When the Taoiseach (Irish Prime Minister), Brian Cowen, was Minister for Health he memorably called this particular cabinet brief ‘Angola’, because of all the unexploded political landmines he felt it contained. In fact, very few politicians have found the stewardship of the country’s health system to have furthered their careers, with the possible exception of Charles Haughey, who was able to remain focused on policy initiatives and service improvements while there. Most politicians in charge of health appear to be quickly overwhelmed by the combination of intractable problems and vocal vested interests. And just in case anyone thought that this was a peculiarly Irish phenomenon, the same is pretty much true in the UK, and as we know even Barack Obama is struggling (though perhaps with some success now) to make health reform work for his administration in the United States.
But difficult though health policy and its implementation may be, it is right at the top of everyone’s list of priorities. Right now the global health system is having to deal with H1N1 influenza, as well as the various other diseases and pandemics rampaging through parts of the world. We also know that ageing-related health issues will need to be addressed for demographic as well as social reasons. We know that the relationship between health, diet and lifestyles needs to be explored further. In short, health is everyone’s burning concern. And in that setting, we have not really worked out yet how best to structure the healthcare systems in our countries, and how to pay for them; the demand-led system of universal benefits, when applied to healthcare, has not just become unaffordable but actually unmanageable – but we struggle to work out how we could do it better.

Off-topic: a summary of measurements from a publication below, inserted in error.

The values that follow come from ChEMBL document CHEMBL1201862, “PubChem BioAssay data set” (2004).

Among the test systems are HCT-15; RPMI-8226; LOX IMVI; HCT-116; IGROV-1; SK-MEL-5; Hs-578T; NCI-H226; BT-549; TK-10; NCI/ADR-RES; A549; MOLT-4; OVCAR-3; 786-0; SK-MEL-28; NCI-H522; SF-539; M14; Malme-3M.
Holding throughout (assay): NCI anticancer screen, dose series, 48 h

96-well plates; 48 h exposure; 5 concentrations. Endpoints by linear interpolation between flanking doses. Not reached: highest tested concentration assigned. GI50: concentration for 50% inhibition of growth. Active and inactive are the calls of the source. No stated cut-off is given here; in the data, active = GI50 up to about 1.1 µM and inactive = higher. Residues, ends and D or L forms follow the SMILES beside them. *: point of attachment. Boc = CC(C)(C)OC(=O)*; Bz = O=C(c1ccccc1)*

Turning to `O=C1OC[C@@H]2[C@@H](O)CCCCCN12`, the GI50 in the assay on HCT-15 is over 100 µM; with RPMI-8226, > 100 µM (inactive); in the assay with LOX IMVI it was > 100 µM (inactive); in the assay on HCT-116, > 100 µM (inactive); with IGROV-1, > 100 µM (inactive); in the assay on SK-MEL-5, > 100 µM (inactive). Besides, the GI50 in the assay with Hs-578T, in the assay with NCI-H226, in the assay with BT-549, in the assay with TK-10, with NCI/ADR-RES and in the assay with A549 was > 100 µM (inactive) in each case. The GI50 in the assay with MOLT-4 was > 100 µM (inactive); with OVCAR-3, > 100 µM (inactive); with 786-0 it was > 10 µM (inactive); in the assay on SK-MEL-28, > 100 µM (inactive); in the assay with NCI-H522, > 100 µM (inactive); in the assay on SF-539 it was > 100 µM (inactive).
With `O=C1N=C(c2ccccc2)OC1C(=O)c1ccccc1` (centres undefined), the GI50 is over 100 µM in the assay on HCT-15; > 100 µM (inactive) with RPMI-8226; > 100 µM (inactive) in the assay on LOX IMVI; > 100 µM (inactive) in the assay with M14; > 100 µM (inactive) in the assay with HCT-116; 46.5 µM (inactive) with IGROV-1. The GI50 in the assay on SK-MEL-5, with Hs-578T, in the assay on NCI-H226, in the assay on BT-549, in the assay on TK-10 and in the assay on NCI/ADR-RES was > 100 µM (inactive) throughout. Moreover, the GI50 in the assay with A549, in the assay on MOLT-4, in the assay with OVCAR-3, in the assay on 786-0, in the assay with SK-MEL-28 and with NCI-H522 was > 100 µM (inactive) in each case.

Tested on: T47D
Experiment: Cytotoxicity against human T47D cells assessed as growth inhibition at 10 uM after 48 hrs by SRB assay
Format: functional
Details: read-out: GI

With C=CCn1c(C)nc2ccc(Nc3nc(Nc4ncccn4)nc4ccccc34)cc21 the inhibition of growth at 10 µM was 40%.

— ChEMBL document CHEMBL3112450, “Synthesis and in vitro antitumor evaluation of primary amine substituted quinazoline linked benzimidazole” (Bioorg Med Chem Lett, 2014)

One aspect of all this that will need a lot of attention is health research. This is important for two reasons: first, we should be addressing in high value research the key issues that are having an impact on people’s health; and secondly, we should harness the economic benefits of healthcare research as a magnet for high value investment by companies in this field, including some of the biggest blue chip companies in the world. Although these are two different reasons, they actually point us in the same direction: that we should focus on certain programmes of research where as a country we have or can reach critical mass, and we should present these areas as ones that should attract international industrial investment in Ireland. Some of these areas are already clear, such as cancer research (where the National Cancer Institute has brought together the key players from the North and South, with US partners); others show potential, such as Diabetes; and others again support health research and treatment, such as medical diagnostics (with DCU’s Biomdedical Diagnostics Institute playing a particularly important role).
All this is likely to be helped by the new strategic plan of the Health Research Board, which has prioritised research in certain key areas and has also highlighted the importance of translational research, meaning research with a programme for its use in improving or solving health-related issues.
It is important for us to think of health as an opportunity as well as a problem. Ireland has some real excellence in health research across all the universities and other institutions (such as the Royal College of Surgeons in Ireland), and therefore can both make a contribution to addressing global health issues and gain an economic benefit from doing so. It is, as they say, a no-brainer.